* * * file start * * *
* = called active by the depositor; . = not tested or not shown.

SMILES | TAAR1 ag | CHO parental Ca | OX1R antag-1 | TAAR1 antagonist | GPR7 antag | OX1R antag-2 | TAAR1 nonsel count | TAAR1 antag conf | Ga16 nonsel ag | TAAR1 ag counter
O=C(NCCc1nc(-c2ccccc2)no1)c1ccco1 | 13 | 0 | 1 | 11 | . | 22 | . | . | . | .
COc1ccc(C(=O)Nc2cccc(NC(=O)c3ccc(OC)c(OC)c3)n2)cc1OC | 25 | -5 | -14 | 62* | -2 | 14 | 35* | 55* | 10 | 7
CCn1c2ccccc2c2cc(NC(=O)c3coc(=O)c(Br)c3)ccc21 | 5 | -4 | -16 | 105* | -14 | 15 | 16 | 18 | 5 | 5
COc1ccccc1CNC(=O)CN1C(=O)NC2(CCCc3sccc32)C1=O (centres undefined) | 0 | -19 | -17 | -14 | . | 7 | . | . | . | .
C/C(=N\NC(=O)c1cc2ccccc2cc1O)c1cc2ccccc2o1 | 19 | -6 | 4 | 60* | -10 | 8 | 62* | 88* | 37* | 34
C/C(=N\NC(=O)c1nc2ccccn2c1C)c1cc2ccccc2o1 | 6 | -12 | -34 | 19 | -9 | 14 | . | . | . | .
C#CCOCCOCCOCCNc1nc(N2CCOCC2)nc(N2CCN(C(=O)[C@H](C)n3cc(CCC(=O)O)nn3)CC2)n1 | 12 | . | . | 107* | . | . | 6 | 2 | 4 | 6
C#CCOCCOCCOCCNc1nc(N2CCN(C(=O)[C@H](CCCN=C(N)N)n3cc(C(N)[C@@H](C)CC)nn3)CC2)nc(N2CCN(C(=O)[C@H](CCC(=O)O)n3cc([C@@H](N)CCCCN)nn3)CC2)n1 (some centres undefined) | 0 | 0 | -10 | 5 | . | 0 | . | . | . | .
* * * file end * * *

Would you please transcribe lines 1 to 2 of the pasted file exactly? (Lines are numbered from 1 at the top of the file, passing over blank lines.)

* = called active by the depositor; . = not tested or not shown.

SMILES | TAAR1 ag | CHO parental Ca | OX1R antag-1 | TAAR1 antagonist | GPR7 antag | OX1R antag-2 | TAAR1 nonsel count | TAAR1 antag conf | Ga16 nonsel ag | TAAR1 ag counter